Once you’ve downloaded and installed the tool on your Windows 10 machine, you will get a nice black colored icon on your desktop. It looks quite similar to the Snipping tool that has been present on many previous Windows OS’ but that’s where the similarities end.
Once you launch the tool, you will see a persistent window at the top of your desktop which has 3 options – 1.) Capture (2) Whiteboard and (3) Camera
This is the easy one to master and the one that acts most like the Snipping tool of yore. All you need to do once you click it, is select the area of your desktop that needs to be captured. Select it by hitting lef-click on your mouse and once you let go, the image is captured automatically in your library. There is a helpful ‘bulls-eye’ pointer which magnifies the part which you are trying to capture, which can really be helpful when every inch of space matters.
The funny part, though, is that you don’t get to see previews of what you’ve just captured. And the Settings menu of the tool has no options at all. No, really, none whatsoever.
As the name implies, this feature opens up a Whiteboard where artists can start creating their next masterpiece. You have 4 different pen sizes and 5 different colors to choose from, so it’s not much, but handy for quick creations that only need simple elements.
If you have a webcam installed on your system, clicking this feature will start your webcam instantly. There is a single button to capture what you can see, but before you do, you can make various adjustments to it. Naturally, you can edit the captured image with those 4 pen sizes and 5 different color choices here too.
If you have multiple cameras set up, then you can also select between those as selected by the top-right arrow and the second arrow is highlighting the camera icon which will capture the object in front of your webcam.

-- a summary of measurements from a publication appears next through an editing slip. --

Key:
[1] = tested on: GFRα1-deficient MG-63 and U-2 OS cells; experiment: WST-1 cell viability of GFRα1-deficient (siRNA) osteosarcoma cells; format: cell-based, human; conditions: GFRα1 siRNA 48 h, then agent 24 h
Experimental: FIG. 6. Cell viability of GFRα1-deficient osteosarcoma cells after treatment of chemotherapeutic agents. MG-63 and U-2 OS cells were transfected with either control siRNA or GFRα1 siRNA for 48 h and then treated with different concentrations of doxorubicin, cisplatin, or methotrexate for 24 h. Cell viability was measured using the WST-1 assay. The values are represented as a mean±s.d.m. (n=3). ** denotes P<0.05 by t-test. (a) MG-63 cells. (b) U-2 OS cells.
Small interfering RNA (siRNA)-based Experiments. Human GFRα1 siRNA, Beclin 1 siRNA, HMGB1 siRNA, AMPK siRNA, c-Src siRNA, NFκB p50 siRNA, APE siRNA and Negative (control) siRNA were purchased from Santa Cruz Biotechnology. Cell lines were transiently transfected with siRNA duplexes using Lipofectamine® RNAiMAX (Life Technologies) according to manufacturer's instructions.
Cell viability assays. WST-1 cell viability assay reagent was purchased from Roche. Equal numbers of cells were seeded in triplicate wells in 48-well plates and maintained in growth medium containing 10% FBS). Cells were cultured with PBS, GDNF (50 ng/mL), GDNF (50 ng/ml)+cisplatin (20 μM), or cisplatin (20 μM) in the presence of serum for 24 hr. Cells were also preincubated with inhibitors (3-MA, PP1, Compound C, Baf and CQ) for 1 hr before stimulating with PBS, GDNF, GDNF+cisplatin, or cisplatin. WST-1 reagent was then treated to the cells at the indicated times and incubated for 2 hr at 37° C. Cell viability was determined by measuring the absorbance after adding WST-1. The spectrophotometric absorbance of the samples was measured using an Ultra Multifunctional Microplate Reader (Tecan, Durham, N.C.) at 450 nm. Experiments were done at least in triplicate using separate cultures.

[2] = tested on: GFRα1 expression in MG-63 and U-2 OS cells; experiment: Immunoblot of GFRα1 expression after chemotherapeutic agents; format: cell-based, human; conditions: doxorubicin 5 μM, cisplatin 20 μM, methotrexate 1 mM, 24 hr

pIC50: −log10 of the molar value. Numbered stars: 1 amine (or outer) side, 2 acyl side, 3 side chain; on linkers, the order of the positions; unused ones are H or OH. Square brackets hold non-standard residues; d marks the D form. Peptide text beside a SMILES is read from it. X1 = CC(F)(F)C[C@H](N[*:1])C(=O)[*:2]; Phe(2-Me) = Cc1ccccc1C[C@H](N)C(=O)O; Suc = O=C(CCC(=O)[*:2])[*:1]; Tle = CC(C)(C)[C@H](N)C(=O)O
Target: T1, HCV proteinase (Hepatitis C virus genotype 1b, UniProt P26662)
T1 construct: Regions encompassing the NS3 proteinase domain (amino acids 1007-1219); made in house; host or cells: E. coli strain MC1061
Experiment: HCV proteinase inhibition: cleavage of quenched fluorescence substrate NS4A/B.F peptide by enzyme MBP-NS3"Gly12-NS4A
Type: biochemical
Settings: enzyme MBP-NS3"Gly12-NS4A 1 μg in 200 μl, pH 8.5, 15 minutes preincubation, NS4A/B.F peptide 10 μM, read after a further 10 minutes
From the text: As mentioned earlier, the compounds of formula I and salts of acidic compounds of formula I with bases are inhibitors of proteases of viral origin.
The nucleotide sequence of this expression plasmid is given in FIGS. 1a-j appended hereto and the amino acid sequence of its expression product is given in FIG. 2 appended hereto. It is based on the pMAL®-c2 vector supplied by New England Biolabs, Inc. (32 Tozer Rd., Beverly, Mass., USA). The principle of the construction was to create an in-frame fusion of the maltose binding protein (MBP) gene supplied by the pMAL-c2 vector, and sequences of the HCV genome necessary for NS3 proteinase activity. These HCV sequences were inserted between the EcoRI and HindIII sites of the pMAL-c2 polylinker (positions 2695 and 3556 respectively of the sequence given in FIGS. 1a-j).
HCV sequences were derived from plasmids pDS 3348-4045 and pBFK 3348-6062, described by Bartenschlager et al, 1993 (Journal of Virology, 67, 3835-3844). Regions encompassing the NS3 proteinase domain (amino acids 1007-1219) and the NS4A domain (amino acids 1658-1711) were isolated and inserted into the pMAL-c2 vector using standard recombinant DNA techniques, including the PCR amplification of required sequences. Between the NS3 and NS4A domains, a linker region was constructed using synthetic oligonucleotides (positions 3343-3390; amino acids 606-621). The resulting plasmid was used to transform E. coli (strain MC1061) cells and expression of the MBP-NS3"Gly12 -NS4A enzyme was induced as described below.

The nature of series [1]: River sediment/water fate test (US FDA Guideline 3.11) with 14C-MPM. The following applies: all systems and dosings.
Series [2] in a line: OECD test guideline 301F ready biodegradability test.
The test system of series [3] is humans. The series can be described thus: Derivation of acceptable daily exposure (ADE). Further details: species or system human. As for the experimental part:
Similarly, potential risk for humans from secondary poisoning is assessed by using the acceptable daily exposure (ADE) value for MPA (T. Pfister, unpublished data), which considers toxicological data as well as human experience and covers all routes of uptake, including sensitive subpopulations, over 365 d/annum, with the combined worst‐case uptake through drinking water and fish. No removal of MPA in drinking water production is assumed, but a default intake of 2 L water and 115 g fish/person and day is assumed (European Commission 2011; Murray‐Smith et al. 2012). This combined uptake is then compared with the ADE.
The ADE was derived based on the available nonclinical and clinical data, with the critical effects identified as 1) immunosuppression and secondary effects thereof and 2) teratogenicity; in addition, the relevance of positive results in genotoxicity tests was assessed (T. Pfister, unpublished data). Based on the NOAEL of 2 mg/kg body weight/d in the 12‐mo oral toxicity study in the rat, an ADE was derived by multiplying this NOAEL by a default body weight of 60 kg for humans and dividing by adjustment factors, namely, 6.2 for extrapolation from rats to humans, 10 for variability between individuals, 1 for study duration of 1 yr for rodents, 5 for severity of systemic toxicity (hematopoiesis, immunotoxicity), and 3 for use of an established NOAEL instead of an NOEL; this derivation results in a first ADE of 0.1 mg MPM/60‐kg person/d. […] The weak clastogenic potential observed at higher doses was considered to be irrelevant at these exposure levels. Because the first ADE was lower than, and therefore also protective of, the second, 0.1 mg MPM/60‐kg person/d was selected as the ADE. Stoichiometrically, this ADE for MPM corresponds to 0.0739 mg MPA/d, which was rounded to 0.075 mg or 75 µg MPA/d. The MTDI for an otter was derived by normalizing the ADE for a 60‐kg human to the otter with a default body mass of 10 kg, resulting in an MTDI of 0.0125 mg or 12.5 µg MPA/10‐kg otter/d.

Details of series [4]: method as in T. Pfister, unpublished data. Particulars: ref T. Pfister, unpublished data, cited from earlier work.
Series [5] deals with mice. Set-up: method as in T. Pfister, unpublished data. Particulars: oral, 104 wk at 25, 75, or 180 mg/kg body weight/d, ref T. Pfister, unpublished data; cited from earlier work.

Please Note: The captured images and recordings aren’t automatically saved to your PC. You will have to go to the library and then save the files you’ve captured in that session, manually.
This is the feature that really sets Snip apart from the Snipping tool. If you have just captured an image either using Capture or Camera mode, then in the Snip tool itself you will see more options to annotate the same. But, the top-left corner has the option to record your screen, too.
So, if you are working on a quick video to show how to work with some software or some design ideas for your client, this tool would prove ideal. Once you hit record, you will also be able to see the audio level on the bottom-right corner, so you know how loud the output levels will be.
To show exactly how such a video would look like, I made a quick recording for you guys. Ignore my lack of mouse control and only focus on how well the video capture has turned out. OK? OK.
The videos that you create can easily be shared or uploaded to Microsoft’s hosting space mix.office.com. You can also embed these videos to your own websites (like I just did) and use them for reference or other purposes.
Bye Bye Print Screen: Once the Snip tool is on, the Print Screen button does not take any screenshots whatsoever, as the entire clipboard seems to be controlled by it.
Worthy of your Time
The Snip tool is certainly a great attempt by Microsoft, but some additional options and settings are certainly needed. Either include an option to select a default location where everything will be saved, or prompt the user to. Also, more options while using annotations, won’t hurt.
Till such time, if your needs are met with these features, there is nothing better than Snip out there. Or if you know of any such tool, do let us know in our forum section.
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